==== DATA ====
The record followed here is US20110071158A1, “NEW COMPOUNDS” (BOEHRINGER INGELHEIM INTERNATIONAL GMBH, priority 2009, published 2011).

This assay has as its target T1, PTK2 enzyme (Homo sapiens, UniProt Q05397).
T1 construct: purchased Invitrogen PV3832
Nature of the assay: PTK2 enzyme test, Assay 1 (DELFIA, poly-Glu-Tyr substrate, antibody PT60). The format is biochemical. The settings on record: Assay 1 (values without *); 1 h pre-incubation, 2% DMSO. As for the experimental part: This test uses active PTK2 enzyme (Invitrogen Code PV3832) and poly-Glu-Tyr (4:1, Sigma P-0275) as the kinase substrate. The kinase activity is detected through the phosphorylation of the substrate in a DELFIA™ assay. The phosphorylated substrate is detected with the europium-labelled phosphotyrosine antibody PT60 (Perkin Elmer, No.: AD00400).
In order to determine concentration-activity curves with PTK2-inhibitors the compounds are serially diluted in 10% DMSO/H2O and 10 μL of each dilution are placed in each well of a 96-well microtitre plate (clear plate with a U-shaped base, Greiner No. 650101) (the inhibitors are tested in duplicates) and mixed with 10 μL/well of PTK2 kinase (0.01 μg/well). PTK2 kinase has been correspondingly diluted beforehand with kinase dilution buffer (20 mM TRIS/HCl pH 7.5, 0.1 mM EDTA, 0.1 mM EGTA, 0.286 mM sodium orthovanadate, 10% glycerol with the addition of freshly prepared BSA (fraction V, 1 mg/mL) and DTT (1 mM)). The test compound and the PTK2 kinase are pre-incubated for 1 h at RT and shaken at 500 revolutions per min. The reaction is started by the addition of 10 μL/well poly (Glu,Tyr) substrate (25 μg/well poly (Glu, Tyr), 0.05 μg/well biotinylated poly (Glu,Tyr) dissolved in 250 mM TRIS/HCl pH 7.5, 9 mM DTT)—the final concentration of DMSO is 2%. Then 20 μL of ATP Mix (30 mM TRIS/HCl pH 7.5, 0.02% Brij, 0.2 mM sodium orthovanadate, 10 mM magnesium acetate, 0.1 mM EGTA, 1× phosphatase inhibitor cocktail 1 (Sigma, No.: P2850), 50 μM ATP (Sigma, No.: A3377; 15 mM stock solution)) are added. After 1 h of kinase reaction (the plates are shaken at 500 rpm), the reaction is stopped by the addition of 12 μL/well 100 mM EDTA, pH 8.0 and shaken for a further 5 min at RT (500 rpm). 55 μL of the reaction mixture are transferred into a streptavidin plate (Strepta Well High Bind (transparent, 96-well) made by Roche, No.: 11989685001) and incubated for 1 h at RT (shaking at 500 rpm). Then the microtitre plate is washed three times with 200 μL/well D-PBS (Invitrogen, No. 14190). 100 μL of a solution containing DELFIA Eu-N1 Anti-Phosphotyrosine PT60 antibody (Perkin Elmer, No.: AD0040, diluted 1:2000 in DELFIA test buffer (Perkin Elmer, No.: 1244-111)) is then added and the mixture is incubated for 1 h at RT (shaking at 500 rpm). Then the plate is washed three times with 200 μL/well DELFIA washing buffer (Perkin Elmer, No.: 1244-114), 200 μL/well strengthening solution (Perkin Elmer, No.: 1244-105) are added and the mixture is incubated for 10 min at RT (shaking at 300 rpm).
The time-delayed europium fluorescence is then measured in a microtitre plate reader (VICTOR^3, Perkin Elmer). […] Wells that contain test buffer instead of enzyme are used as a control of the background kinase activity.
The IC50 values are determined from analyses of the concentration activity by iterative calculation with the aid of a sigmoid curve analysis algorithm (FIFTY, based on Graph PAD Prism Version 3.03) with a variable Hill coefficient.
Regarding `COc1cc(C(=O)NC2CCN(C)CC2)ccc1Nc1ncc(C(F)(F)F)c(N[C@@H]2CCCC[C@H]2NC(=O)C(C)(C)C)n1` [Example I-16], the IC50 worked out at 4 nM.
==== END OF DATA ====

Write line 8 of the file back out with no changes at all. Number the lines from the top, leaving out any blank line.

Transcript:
Regarding `COc1cc(C(=O)NC2CCN(C)CC2)ccc1Nc1ncc(C(F)(F)F)c(N[C@@H]2CCCC[C@H]2NC(=O)C(C)(C)C)n1` [Example I-16], the IC50 worked out at 4 nM.